That "good use" turned out to be a triple batch of roasted tomato basil soup. We certainly enjoyed it, and I hope that you will, too.
Before I proceed to the recipe and instructions, here are a few background comments about tomatoes and basil –
Tomatoes actually had their origin in the Western Hemisphere and were cultivated by people living in Mexico by around 500 BC. The Spanish conquistadors brought the tomato to Europe in the 1500s and also distributed it among their colonies in the Caribbean and even the Philippines. In the mid-1500s, tomatoes were cultivated primarily as ornamental plants in Italy, however, by the end of the 1600s, published recipes using tomatoes began to appear. By 1710, tomatoes were being grown in present-day South Carolina. Whether they arrived via Great Britain or the Caribbean is unclear.
So are tomatoes fruits or a vegetables? Although, botanically speaking, tomatoes are a fruit, that question became significant for financial reasons in 1887. At that time, US tariff laws placed a duty on fruits but not vegetables. To address that issue, the US Supreme Court declared the tomato a vegetable based on its use in 1893.
Basil seems to have a little less controversy regarding its classification. It is believed to be native to India and has been cultivated there for about 5,000 years. Basil grows best in warm, dry climates and is very sensitive to cold. This probably explains its widespread use in Italian and Southeast Asian. Here in the Intermountain West, I generally wait until late May to plant mine. Although sweet basil is the most commonly grown type of basil, over 160 varieties are available. The term basil is derived from the Greek word basileus, meaning king, and many regard it as the king of herbs.
Now, let's put this soup together. This recipe will yield about 8 servings.
3 pounds of fresh tomatoes cut into halves or quarters
1/4 cup plus 2 tablespoons olive oil
1 tablespoon kosher salt
1 1/2 teaspoons ground black pepper
6 minced garlic cloves - feel free to use less if you wish
1 medium sweet onion, chopped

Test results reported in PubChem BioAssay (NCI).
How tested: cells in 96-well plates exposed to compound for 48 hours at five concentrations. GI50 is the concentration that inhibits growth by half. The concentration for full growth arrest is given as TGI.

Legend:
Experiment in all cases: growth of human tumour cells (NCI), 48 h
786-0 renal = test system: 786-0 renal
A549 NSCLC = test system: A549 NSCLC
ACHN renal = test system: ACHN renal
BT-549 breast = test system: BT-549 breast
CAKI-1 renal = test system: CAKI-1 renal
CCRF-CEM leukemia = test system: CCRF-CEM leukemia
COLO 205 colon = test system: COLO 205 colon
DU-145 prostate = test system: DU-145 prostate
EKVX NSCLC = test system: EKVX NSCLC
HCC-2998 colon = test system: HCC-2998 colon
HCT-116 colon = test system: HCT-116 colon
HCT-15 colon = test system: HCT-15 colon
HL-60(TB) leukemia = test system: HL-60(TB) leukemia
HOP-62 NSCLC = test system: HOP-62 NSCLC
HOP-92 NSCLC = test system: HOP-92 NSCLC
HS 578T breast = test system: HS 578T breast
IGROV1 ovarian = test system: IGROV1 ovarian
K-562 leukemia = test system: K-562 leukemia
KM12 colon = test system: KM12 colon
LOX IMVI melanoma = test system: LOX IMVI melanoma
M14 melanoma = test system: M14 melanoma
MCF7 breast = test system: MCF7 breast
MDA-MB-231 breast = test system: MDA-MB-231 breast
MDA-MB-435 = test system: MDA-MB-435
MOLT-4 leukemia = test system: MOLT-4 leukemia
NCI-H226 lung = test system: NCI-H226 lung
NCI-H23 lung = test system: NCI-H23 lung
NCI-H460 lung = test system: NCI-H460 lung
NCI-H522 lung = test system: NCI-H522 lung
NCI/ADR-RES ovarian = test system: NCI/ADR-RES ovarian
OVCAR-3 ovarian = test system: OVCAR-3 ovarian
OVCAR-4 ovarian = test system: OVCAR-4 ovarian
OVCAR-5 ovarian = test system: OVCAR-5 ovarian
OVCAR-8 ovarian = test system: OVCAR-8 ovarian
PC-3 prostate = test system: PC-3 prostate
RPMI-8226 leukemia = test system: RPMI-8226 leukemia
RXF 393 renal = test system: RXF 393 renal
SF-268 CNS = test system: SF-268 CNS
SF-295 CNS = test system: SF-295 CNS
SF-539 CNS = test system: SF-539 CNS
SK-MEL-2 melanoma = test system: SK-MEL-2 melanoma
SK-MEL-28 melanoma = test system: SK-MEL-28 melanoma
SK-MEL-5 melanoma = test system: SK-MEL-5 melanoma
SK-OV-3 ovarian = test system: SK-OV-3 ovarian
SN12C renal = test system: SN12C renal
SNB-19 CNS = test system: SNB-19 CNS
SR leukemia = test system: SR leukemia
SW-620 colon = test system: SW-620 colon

2 tablespoons butter
1/4 teaspoon red pepper flakes
1 28-ounce can of diced tomatoes or 1 quart of home canned tomatoes with the juice (Note: if you have additional fresh tomatoes that you want to dice up and substitute for canned ones, I anticipate that would be just fine)
1 to 1 1/2 cups fresh basil leaves (depending on your preferences, you can use more or less)
1 teaspoon fresh thyme leaves
1 quart chicken stock or water (I use chicken stock)
1. Combine the fresh tomatoes, 1/4 cup olive oil, salt, pepper, and garlic together such that the tomatoes are coated with the oil. Spread the mixture out onto a baking sheet and roast at 400ºF for 45 minutes. What to do about the tomato skins: I kept the skins on for about 2/3 of the tomatoes and peeled the other 1/3. I chose to peel the ones with cracks or rougher areas on them. As you boil the ingredients together and then use the immersion blender, the skins really don't become an issue at all. Here is one of my pans ready to go into the oven.
Here they are after having been roasted. I really liked tossing the minced garlic in to be roasted along with the tomatoes.
2. Saute the chopped onion in 2 tbsp olive oil, the butter and red pepper flakes until the onion becomes translucent.
3. Stir in the canned tomatoes, basil, thyme, chicken stock, and the roasted tomatoes (including the juice). Don't worry about cutting up the basil leaves, you will be blending them later. Bring to a boil and simmer for about 40 minutes. Here is my soup simmering on the stove. Remember that I made a triple recipe - hence the large, nearly full cooking pot.
4. Allow the soup to cool and blend with an immersion blender to desired consistency. I blended ours to be fairly smooth with a few tomato pieces remaining.
5. Enjoy with a grilled cheese sandwich or some good warm toasted bread.